Russia or the West: Who’s Really Rattling the Nuclear Saber?

Since the sealing of the ‘Iranian nuclear deal’ last month, there have been some dramatic developments in the region, with new alliances being forged and old ones broken.

While the US tries to take credit for ‘removing the Iranian threat’, the credit actually goes to Russia and its patient but dogged foreign emissaries. Their record is admirable – particularly that of Sergei Lavrov, in seeking peaceful resolutions for the conflicts stirred up by the US and its allies in pursuit of their own aggressive agenda.

Although the so-called ‘P5+1’ talks – the US, UK, France, Russia, China + Germany – have been presented to us as a contest between six world powers and Iran, this is as usual only half the story – both Russia and China have significant interests and political sympathies with Iran. Western governments and their media actually avoid the other half of the story, and particularly avoid mentioning Russia’s central role in the construction of Iran’s nuclear power plants. 

Clearly admitting that Iran has only been enriching Uranium to make nuclear fuel doesn’t fit the Western narrative – how could sanctions be justified on that basis? So we may assume that Russia has been a strong voice in the ‘talks’ on getting the sanctions lifted, particularly now that it suffers under similar politically motivated sanctions itself. 

We may also assume that Russia understands quite well that this whole business has nothing to do with Iran getting nuclear weapons – that it is a charade. (And just as the sanctions against Russia have nothing to do with its ‘annexation of Crimea’ or ‘Russian forces in Ukraine’ – this too is a charade.)

We have to assume these things, because neither Russia, China nor even Iran has spoken out and denounced the process, or the endless roadblocks that the US and allies have put in the way of an agreement.

Perhaps they have just decided to play the game, knowing that one day the Western powers will be forced to play by the rules because their own intelligence agencies have told them the truth – that Iran never had any nuclear weapons or any intention to build them, or at least not since 2003.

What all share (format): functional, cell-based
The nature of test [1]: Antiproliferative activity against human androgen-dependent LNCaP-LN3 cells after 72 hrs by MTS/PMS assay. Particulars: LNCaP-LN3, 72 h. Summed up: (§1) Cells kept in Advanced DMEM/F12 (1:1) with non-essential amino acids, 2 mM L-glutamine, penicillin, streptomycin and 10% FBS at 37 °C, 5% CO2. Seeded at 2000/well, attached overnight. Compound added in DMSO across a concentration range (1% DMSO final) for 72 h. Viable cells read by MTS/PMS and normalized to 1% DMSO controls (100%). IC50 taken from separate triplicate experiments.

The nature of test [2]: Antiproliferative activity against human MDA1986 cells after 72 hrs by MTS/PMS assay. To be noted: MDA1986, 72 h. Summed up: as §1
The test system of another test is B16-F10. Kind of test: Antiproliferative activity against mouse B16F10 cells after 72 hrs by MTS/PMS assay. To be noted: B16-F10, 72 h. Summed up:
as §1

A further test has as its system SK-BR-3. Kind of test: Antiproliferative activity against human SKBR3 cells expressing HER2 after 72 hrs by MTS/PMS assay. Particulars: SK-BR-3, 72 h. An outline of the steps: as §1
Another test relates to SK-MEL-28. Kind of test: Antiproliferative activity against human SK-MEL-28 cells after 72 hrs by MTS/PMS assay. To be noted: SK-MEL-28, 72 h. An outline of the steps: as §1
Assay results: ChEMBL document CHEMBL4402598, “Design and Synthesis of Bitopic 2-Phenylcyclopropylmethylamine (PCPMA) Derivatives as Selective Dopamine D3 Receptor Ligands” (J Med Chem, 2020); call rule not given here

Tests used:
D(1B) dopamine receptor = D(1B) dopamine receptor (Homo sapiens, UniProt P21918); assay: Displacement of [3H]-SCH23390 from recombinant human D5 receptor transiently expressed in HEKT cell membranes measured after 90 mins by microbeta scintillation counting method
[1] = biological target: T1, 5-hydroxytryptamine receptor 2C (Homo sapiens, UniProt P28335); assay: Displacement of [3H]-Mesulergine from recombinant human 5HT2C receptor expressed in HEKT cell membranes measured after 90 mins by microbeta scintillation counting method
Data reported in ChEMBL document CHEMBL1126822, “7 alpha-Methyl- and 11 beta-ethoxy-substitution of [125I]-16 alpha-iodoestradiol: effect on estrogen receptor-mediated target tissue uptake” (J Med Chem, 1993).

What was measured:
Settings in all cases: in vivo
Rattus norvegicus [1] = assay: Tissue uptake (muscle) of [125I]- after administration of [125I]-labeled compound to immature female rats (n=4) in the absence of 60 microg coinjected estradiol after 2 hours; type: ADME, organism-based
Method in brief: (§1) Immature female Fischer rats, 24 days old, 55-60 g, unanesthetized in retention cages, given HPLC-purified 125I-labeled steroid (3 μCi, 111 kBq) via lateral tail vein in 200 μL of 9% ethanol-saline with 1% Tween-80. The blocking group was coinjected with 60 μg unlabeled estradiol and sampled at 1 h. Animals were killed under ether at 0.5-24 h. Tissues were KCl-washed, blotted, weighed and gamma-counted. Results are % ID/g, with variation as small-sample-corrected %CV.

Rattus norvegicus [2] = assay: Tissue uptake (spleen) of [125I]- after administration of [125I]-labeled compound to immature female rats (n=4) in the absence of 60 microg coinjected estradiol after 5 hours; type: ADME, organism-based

It’s actually only the poor mal-informed citizens of Western countries, fed an anti-Iranian diet ever since the Iranian revolution kicked out the Shah and his Western entourage, who believe the sanctions and talks have been about Iran’s nuclear weapons program.

All this shouldn’t mislead us into thinking nothing has been gained – quite the contrary – the lifting of sanctions is the only real achievement of these talks, and the hostility with which Israel, Saudi Arabia and the US Republicans have greeted the result shows how significant it is.

There was one aspect of the nuclear part of the negotiations which was especially notable however, and which Iran wasted no time in pointing out – Iran was now declared as ‘nuclear weapon free’ and would lead the way in promoting nuclear non-proliferation and disarmament.

Writing in the Guardian, Iran’s lead negotiator and Foreign Minister Javad Zarif called for a nuclear-weapon free Middle East, pointing out that the only impediment to this was Israel with its arsenal of several hundred nuclear weapons. The cognitive-dissonance-inducing reality of Israel with its undeclared arsenal and history of local and regional aggression, tolerated or overlooked by its Western allies, allowed Zarif’s call to disappear into the ether.

It was certainly invisible only a week later, when discussion about the justification for America’s obliteration of Hiroshima and Nagasaki seventy years ago was mostly relegated to the ‘history channel’. (Though the history revealing that this mega-war-crime was primarily committed for strategic advantage against the Soviet Union was only discussed in alternative media).

If the current situation got a mention however, it was always about ‘the US and Russia’, with talk of Russia’s ‘nuclear threat’ disguising the reality of the US’ continuing development of nuclear capability and refusal to keep to the non-proliferation treaty. 

With snide references to Russia’s ‘unprecedented nuclear sabre-rattling in Ukraine’, the Guardian in typical style bemoaned the nuclear missile MAD-ness, but then remade the case for nuclear deterrence because of the danger other countries may use them first. 

Astonishingly this editorial didn’t think to mention the UK’s US-controlled Trident missile system, currently under review and a very hot topic thanks to solid opposition from the SNP and the aspiring new Labour party leader Jeremy Corbyn.

While it might be starry-eyed to see Russia’s nuclear arsenal purely as justifiable for self-defence, the context of the ‘nuclear sabre-rattling’ claim puts it in that category – Russia’s ‘threat to strike first’ was quite clearly deterrent, and well understood as such by NATO.

And as a last word on Iran, it should be pointed out that of all nations, Iran actually had cause to possess a nuclear deterrent, given constant threats of attack from both Israel and the US.

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